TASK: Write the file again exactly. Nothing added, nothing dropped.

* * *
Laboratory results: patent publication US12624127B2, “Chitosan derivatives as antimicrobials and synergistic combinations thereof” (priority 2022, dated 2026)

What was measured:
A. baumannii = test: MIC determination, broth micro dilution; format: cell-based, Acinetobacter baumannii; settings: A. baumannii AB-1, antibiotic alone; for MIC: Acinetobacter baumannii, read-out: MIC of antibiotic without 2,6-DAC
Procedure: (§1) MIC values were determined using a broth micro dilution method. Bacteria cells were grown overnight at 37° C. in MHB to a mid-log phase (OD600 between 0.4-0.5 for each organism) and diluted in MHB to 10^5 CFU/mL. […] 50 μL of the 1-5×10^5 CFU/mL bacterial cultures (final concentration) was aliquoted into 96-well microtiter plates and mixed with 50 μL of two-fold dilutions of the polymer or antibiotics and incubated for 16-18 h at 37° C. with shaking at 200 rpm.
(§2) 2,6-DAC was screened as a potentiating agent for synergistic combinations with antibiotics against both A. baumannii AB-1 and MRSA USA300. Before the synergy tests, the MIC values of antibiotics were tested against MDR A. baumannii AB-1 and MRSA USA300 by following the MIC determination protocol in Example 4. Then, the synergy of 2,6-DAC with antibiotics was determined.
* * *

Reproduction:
Laboratory results: patent publication US12624127B2, “Chitosan derivatives as antimicrobials and synergistic combinations thereof” (priority 2022, dated 2026)

What was measured:
A. baumannii = test: MIC determination, broth micro dilution; format: cell-based, Acinetobacter baumannii; settings: A. baumannii AB-1, antibiotic alone; for MIC: Acinetobacter baumannii, read-out: MIC of antibiotic without 2,6-DAC
Procedure: (§1) MIC values were determined using a broth micro dilution method. Bacteria cells were grown overnight at 37° C. in MHB to a mid-log phase (OD600 between 0.4-0.5 for each organism) and diluted in MHB to 10^5 CFU/mL. […] 50 μL of the 1-5×10^5 CFU/mL bacterial cultures (final concentration) was aliquoted into 96-well microtiter plates and mixed with 50 μL of two-fold dilutions of the polymer or antibiotics and incubated for 16-18 h at 37° C. with shaking at 200 rpm.
(§2) 2,6-DAC was screened as a potentiating agent for synergistic combinations with antibiotics against both A. baumannii AB-1 and MRSA USA300. Before the synergy tests, the MIC values of antibiotics were tested against MDR A. baumannii AB-1 and MRSA USA300 by following the MIC determination protocol in Example 4. Then, the synergy of 2,6-DAC with antibiotics was determined.